When I started beauty school, I think I had about ten boxes of hair color layered on my locks.
I quickly learned that was bad. Like, real bad.
I'm not saying you can't color your own hair... I'm just saying it's important to do it right.
But it's best to have it done.
I am going to answer a few of the color questions I've gotten over the last few months the best I can.
I don't like what my stylist did. Can I just color over it?
This has happened to me nearly every time I've gone to a salon. My hair is always super brassy and needs to be toned, which not every stylist gets. The answer to the question is: yes and no. You cannot go home and cover it with permanent box color. Please. Your hair has just been through the ringer and that will just damage it and it isn't even necessary.
I always always always recommend a semipermanent color like Natural Instincts. (In fact, I think they should pay me for how much business I've sent them.) You can get it at pretty much any drugstore and it'll only set you back $7-8. It is really gentle and will tone down whatever your situation is. If you feel like your hair is too brassy or warm, get a "cool" or ashy color to counteract it. I actually love solving these little problems, so you can always email me for specific recommendations if you'd like.
So, what's the big deal with box color?
When you go into a salon and tell them what color you want your hair to be, they assess your situation. They formulate your color to be just the right strength for your hair so that they don't damage it. Box color can't do that. It is all formulated to be super strong so that someone with dark brown hair can go to light brown or blonde with one application. Or someone who is really blonde can go dark without it fading too quickly. It's a one size fits all situation, which really doesn't work for hair. Those strong formulations are really damaging and usually unnecessary. I almost never use formulas that strong on my clients.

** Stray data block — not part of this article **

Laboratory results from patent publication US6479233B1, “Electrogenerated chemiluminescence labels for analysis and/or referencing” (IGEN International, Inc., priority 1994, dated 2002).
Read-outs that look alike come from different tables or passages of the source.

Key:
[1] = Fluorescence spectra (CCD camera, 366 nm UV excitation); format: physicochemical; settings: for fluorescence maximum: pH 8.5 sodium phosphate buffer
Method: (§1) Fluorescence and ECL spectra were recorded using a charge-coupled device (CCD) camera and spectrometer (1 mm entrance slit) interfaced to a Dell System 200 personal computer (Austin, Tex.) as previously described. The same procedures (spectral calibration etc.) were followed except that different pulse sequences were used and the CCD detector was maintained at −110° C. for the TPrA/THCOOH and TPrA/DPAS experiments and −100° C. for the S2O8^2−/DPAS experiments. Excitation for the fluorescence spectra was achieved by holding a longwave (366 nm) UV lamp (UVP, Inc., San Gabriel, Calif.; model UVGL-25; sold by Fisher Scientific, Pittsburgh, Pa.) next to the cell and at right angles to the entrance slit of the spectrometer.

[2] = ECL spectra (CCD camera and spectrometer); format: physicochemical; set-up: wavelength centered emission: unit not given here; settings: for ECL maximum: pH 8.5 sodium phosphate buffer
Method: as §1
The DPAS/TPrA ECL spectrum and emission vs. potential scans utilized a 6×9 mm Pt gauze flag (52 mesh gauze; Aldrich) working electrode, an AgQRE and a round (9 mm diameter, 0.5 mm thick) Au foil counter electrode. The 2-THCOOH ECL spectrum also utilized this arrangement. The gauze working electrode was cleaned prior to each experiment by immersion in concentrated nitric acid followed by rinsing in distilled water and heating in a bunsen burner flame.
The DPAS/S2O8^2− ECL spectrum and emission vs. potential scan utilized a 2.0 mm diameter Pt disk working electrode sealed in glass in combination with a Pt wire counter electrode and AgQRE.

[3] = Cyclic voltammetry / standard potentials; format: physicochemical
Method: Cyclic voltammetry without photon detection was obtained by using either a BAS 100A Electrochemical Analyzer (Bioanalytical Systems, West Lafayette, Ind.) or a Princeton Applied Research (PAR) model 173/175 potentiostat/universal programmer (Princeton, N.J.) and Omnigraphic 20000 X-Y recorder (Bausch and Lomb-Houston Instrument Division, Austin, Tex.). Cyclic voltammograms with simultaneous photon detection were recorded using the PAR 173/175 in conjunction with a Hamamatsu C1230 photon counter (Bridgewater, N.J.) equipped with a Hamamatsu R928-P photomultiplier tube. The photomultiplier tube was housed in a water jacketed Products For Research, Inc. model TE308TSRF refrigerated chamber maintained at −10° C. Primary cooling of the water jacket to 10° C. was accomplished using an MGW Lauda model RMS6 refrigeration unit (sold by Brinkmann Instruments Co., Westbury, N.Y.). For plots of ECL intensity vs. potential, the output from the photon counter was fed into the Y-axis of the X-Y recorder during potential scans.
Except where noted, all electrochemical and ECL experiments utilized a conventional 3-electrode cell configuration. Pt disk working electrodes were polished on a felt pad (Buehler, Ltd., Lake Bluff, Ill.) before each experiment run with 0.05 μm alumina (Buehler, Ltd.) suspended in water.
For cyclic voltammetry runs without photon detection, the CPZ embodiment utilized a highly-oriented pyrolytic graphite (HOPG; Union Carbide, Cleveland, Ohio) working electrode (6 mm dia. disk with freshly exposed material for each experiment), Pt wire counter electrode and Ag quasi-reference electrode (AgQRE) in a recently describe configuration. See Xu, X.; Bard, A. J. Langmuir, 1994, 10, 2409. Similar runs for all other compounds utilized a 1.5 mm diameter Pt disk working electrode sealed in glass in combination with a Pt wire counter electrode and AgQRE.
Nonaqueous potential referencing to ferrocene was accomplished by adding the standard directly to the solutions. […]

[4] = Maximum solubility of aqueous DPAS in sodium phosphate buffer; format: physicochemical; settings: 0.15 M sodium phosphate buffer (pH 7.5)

sweet, subtle ombre.
But I can't afford to get my hair colored as quickly as it grows out.
You're speaking my language. I started to get (a lot) of gray hair when I was in my early twenties. Thanks, genes. Hence the layers and layers of box color I had going into Aveda.
Two bits of advice. First, don't stress about it. Ombre is all the rage right now, so if you're talking about highlights, consider asking for a very subtle ombre effect and then grow out isn't really an issue. Second, if we're talking a definite color change/root line - you only need to apply color to your roots. Your stylist doesn't cover your whole head with color if all you need is a retouch and you shouldn't either!
Now that my hair is colored, does it really matter what kind of products I use or is my stylist just trying to make money?
It matters. The right products will help your color to look it's best, prevent fading, and protect your hair from further damage. This deserves an entire post in itself, but we'll start here. Use the right shampoo and conditioner. I'm not saying you have to spend a million dollars. My favorites are from Aveda, but there are a lot of choices out there. John Frieda makes great color care products that you can get at the drugstore and they are specific to your shade. This is especially true for red shades, as they are the quickest to fade.
So, there you have it, Color 101.
Let me know if you have any other questions, or what you're dying (haha, get it?) to know about hair.
I love the opportunity to share what I know!